Trump tells Putin: Now is the time for an Israeli-Palestinian deal

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Trump tells Putin: Now is the time for an Israeli-Palestinian deal

American leader told his Russian counterpart that the opportunity for Middle East peace negotiations was ripe

Donald Trump and Vladimir Putin
Donald Trump and Vladimir Putin

President Donald Trump told Russian President Vladimir Putin that the time was ripe for an Israeli-Palestinian peace deal.

“President Putin noted that he would meet with Palestinian Authority President Mahmoud Abbas later today, and President Trump said that now is the time to work toward an enduring peace agreement,” the White House said in a statement Monday describing a phone call between the two leaders.

Trump told an Israeli newspaper last week he was not confident that either the Israelis or the Palestinians are ready for peace. The Palestinians walked away in December from U.S.-led attempts to revive the peace talks when Trump recognised Jerusalem as Israel’s capital.

Nonetheless, Trump’s team seeking to revive the talks, led by his son-in-law Jared Kushner, has not flagged in attempts to create the conditions that would lead back to negotiations. The top negotiator, Jason Greenblatt, has decried the continuing economic crisis in the Gaza Strip. While principally blaming Gaza’s Hamas rulers for the crisis, Greenblatt has also encouraged Israel and Egypt to ease the entry of goods into Gaza.

There were other signs that despite Trump’s tough talk, his administration was committed to flexibility as a means of getting the talks back on track.

The State Department budget released this week notably did not include cuts in assistance that the Trump administration had warned were coming to countries that voted against the United States in a U.N. General Assembly resolution last month condemning Trump’s recognition of Jerusalem, the Daily Beast reported.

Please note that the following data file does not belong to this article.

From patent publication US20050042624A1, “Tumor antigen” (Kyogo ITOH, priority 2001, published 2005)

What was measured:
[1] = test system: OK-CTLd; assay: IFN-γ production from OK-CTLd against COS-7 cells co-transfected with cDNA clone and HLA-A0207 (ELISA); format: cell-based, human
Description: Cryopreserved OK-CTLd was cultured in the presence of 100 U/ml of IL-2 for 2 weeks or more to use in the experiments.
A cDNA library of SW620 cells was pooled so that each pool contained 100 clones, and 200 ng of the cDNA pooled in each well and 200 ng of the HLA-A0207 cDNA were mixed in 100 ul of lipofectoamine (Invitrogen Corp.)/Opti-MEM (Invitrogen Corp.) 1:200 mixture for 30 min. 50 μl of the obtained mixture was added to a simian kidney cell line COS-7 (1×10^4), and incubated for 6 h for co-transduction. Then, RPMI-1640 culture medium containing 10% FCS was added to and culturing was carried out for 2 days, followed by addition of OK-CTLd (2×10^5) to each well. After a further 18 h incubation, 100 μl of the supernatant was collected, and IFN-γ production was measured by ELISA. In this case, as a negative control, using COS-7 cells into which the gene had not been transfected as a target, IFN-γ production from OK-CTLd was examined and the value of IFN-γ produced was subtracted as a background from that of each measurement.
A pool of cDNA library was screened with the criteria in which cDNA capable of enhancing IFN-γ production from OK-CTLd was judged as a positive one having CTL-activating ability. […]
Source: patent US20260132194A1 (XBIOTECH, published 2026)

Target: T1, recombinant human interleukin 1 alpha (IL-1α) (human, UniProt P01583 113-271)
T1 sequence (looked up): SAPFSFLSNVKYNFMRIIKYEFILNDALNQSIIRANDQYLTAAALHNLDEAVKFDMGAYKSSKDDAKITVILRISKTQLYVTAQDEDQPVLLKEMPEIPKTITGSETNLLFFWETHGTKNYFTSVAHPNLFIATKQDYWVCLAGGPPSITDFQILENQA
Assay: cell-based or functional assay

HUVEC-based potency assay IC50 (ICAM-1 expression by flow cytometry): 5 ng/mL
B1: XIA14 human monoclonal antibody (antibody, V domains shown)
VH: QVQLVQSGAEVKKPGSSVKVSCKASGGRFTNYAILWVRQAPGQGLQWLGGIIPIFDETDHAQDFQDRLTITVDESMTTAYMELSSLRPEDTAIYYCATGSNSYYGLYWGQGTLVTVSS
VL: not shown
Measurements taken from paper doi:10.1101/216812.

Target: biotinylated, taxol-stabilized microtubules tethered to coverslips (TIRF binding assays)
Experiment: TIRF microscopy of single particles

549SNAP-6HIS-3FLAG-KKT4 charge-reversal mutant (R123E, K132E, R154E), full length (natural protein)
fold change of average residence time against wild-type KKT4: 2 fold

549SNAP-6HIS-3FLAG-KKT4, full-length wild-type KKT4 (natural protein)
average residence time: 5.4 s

The budget also rolled back provisions in place since 2011 that required the president to shutter the Palestine Liberation Organisation office in Washington if the PLO seeks statehood recognition outside the parameters of negotiations. In a passage first noted by Lara Friedman, the president of the Foundation for Middle East Peace, a group that advocates for the two-state solution, the Trump administration will continue to allow the office to remain open if it deems doing so is in the U.S. national security interest.

Separately, Yuval Rotem, the director general of Israel’s Foreign Ministry, met Monday with Thomas Shannon, the undersecretary of state for political affairs, to launch the U.S.-Israel foreign policy dialogue.

“The dialogue addressed issues of mutual interest in the Middle East and across the globe, including opportunities for cooperation in Africa on development, economics, and counter terrorism; challenges in Asia and ways to advance shared interests in the Indo-Pacific region; and efforts to advance shared approaches to regional engagement in the Americas in collaboration with the Organisation of American States,” the statement said. “The dialogue also focused on digital diplomacy and recent developments in research and social media technology.”

Putin appears eager to remain engaged in the Israeli-Palestinian conflict, judging by recent overtures. He hosted Palestinian Authority President Abbas in Moscow Monday, and told Abbas about his phone call with Trump.

“Naturally we spoke about the Palestinian-Israeli settlement,” said Putin, according to the state news agency TASS. He told Abbas: “I would like to convey to you his [Trump’s] best wishes.”

Putin also hosted Israeli Prime Minsiter Benjamin Netanyahu on Jan. 29. The two reportedly discussed Israeli concerns about Iran and Syria — two allies, if not client states, of Russia. The visit took place at the city’s Jewish museum and featured a Holocaust commemoration event.

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